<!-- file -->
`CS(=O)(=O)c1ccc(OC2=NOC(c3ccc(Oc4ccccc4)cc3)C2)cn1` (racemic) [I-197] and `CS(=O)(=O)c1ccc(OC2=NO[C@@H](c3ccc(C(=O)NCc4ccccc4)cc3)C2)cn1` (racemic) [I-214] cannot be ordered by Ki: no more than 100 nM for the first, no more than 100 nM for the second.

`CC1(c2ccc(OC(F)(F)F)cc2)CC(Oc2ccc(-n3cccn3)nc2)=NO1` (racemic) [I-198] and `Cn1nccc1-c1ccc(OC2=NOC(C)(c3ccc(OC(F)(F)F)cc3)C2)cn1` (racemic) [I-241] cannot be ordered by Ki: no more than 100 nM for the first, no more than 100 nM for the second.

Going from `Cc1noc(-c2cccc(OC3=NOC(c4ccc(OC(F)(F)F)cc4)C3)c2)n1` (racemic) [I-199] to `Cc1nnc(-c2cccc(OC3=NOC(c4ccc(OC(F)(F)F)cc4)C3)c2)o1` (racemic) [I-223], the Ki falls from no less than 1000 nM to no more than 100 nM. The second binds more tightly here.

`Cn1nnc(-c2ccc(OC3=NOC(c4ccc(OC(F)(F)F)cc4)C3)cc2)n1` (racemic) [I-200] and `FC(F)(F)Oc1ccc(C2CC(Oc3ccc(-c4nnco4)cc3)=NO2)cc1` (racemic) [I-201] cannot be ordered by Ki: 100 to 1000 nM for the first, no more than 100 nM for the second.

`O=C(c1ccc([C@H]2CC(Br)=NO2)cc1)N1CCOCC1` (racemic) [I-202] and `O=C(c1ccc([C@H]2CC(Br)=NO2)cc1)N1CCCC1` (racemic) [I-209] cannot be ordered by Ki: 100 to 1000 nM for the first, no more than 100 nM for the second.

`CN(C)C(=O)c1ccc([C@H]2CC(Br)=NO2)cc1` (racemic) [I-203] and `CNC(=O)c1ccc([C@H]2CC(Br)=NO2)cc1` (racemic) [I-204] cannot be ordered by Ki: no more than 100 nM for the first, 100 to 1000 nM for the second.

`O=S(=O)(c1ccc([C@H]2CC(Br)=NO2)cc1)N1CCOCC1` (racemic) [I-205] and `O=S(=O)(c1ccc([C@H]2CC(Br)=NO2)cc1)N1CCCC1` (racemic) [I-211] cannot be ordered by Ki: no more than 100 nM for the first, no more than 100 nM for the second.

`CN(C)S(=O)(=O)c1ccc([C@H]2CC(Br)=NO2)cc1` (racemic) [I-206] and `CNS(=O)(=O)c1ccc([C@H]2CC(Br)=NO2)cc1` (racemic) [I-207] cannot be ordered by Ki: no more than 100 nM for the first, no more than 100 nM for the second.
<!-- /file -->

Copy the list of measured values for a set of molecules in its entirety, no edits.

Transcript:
`CS(=O)(=O)c1ccc(OC2=NOC(c3ccc(Oc4ccccc4)cc3)C2)cn1` (racemic) [I-197] and `CS(=O)(=O)c1ccc(OC2=NO[C@@H](c3ccc(C(=O)NCc4ccccc4)cc3)C2)cn1` (racemic) [I-214] cannot be ordered by Ki: no more than 100 nM for the first, no more than 100 nM for the second.

`CC1(c2ccc(OC(F)(F)F)cc2)CC(Oc2ccc(-n3cccn3)nc2)=NO1` (racemic) [I-198] and `Cn1nccc1-c1ccc(OC2=NOC(C)(c3ccc(OC(F)(F)F)cc3)C2)cn1` (racemic) [I-241] cannot be ordered by Ki: no more than 100 nM for the first, no more than 100 nM for the second.

Going from `Cc1noc(-c2cccc(OC3=NOC(c4ccc(OC(F)(F)F)cc4)C3)c2)n1` (racemic) [I-199] to `Cc1nnc(-c2cccc(OC3=NOC(c4ccc(OC(F)(F)F)cc4)C3)c2)o1` (racemic) [I-223], the Ki falls from no less than 1000 nM to no more than 100 nM. The second binds more tightly here.

`Cn1nnc(-c2ccc(OC3=NOC(c4ccc(OC(F)(F)F)cc4)C3)cc2)n1` (racemic) [I-200] and `FC(F)(F)Oc1ccc(C2CC(Oc3ccc(-c4nnco4)cc3)=NO2)cc1` (racemic) [I-201] cannot be ordered by Ki: 100 to 1000 nM for the first, no more than 100 nM for the second.

`O=C(c1ccc([C@H]2CC(Br)=NO2)cc1)N1CCOCC1` (racemic) [I-202] and `O=C(c1ccc([C@H]2CC(Br)=NO2)cc1)N1CCCC1` (racemic) [I-209] cannot be ordered by Ki: 100 to 1000 nM for the first, no more than 100 nM for the second.

`CN(C)C(=O)c1ccc([C@H]2CC(Br)=NO2)cc1` (racemic) [I-203] and `CNC(=O)c1ccc([C@H]2CC(Br)=NO2)cc1` (racemic) [I-204] cannot be ordered by Ki: no more than 100 nM for the first, 100 to 1000 nM for the second.

`O=S(=O)(c1ccc([C@H]2CC(Br)=NO2)cc1)N1CCOCC1` (racemic) [I-205] and `O=S(=O)(c1ccc([C@H]2CC(Br)=NO2)cc1)N1CCCC1` (racemic) [I-211] cannot be ordered by Ki: no more than 100 nM for the first, no more than 100 nM for the second.

`CN(C)S(=O)(=O)c1ccc([C@H]2CC(Br)=NO2)cc1` (racemic) [I-206] and `CNS(=O)(=O)c1ccc([C@H]2CC(Br)=NO2)cc1` (racemic) [I-207] cannot be ordered by Ki: no more than 100 nM for the first, no more than 100 nM for the second.